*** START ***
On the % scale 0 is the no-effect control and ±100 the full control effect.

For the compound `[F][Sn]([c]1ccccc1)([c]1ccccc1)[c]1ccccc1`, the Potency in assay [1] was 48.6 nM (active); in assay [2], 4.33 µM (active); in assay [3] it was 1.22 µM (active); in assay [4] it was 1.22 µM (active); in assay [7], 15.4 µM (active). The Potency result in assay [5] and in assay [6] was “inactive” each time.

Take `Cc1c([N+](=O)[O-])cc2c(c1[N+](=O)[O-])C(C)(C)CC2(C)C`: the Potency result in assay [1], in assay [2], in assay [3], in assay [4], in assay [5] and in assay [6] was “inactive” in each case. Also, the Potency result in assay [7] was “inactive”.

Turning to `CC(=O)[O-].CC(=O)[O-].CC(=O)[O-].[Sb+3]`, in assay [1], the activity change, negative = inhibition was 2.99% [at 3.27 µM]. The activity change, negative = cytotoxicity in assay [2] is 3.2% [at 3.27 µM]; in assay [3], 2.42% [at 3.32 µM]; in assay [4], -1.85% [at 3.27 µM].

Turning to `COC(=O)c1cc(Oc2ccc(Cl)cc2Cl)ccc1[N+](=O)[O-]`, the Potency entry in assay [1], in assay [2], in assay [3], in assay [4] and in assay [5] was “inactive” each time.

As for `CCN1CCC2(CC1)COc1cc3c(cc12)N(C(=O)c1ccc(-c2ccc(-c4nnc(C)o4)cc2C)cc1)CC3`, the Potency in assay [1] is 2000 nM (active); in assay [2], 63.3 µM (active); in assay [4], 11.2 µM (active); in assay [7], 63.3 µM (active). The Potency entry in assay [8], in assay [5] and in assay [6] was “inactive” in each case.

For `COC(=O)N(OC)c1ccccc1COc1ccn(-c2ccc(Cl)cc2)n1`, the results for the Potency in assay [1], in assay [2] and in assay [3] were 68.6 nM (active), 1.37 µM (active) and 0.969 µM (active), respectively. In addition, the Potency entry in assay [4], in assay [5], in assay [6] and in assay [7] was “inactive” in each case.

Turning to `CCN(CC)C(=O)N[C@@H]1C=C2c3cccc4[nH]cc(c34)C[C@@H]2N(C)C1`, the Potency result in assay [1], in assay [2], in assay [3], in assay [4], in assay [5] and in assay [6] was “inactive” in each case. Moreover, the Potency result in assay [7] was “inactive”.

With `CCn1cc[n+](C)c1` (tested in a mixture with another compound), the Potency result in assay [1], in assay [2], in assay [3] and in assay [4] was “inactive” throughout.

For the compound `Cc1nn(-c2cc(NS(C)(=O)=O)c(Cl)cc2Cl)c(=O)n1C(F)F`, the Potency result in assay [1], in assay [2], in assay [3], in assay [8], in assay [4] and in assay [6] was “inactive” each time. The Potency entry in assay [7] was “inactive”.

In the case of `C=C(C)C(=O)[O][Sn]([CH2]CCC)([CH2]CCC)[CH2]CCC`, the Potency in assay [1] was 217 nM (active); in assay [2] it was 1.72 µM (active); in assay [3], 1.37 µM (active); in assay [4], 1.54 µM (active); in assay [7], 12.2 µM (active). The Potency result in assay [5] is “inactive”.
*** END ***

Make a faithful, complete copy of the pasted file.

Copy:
On the % scale 0 is the no-effect control and ±100 the full control effect.

For the compound `[F][Sn]([c]1ccccc1)([c]1ccccc1)[c]1ccccc1`, the Potency in assay [1] was 48.6 nM (active); in assay [2], 4.33 µM (active); in assay [3] it was 1.22 µM (active); in assay [4] it was 1.22 µM (active); in assay [7], 15.4 µM (active). The Potency result in assay [5] and in assay [6] was “inactive” each time.

Take `Cc1c([N+](=O)[O-])cc2c(c1[N+](=O)[O-])C(C)(C)CC2(C)C`: the Potency result in assay [1], in assay [2], in assay [3], in assay [4], in assay [5] and in assay [6] was “inactive” in each case. Also, the Potency result in assay [7] was “inactive”.

Turning to `CC(=O)[O-].CC(=O)[O-].CC(=O)[O-].[Sb+3]`, in assay [1], the activity change, negative = inhibition was 2.99% [at 3.27 µM]. The activity change, negative = cytotoxicity in assay [2] is 3.2% [at 3.27 µM]; in assay [3], 2.42% [at 3.32 µM]; in assay [4], -1.85% [at 3.27 µM].

Turning to `COC(=O)c1cc(Oc2ccc(Cl)cc2Cl)ccc1[N+](=O)[O-]`, the Potency entry in assay [1], in assay [2], in assay [3], in assay [4] and in assay [5] was “inactive” each time.

As for `CCN1CCC2(CC1)COc1cc3c(cc12)N(C(=O)c1ccc(-c2ccc(-c4nnc(C)o4)cc2C)cc1)CC3`, the Potency in assay [1] is 2000 nM (active); in assay [2], 63.3 µM (active); in assay [4], 11.2 µM (active); in assay [7], 63.3 µM (active). The Potency entry in assay [8], in assay [5] and in assay [6] was “inactive” in each case.

For `COC(=O)N(OC)c1ccccc1COc1ccn(-c2ccc(Cl)cc2)n1`, the results for the Potency in assay [1], in assay [2] and in assay [3] were 68.6 nM (active), 1.37 µM (active) and 0.969 µM (active), respectively. In addition, the Potency entry in assay [4], in assay [5], in assay [6] and in assay [7] was “inactive” in each case.

Turning to `CCN(CC)C(=O)N[C@@H]1C=C2c3cccc4[nH]cc(c34)C[C@@H]2N(C)C1`, the Potency result in assay [1], in assay [2], in assay [3], in assay [4], in assay [5] and in assay [6] was “inactive” in each case. Moreover, the Potency result in assay [7] was “inactive”.

With `CCn1cc[n+](C)c1` (tested in a mixture with another compound), the Potency result in assay [1], in assay [2], in assay [3] and in assay [4] was “inactive” throughout.

For the compound `Cc1nn(-c2cc(NS(C)(=O)=O)c(Cl)cc2Cl)c(=O)n1C(F)F`, the Potency result in assay [1], in assay [2], in assay [3], in assay [8], in assay [4] and in assay [6] was “inactive” each time. The Potency entry in assay [7] was “inactive”.

In the case of `C=C(C)C(=O)[O][Sn]([CH2]CCC)([CH2]CCC)[CH2]CCC`, the Potency in assay [1] was 217 nM (active); in assay [2] it was 1.72 µM (active); in assay [3], 1.37 µM (active); in assay [4], 1.54 µM (active); in assay [7], 12.2 µM (active). The Potency result in assay [5] is “inactive”.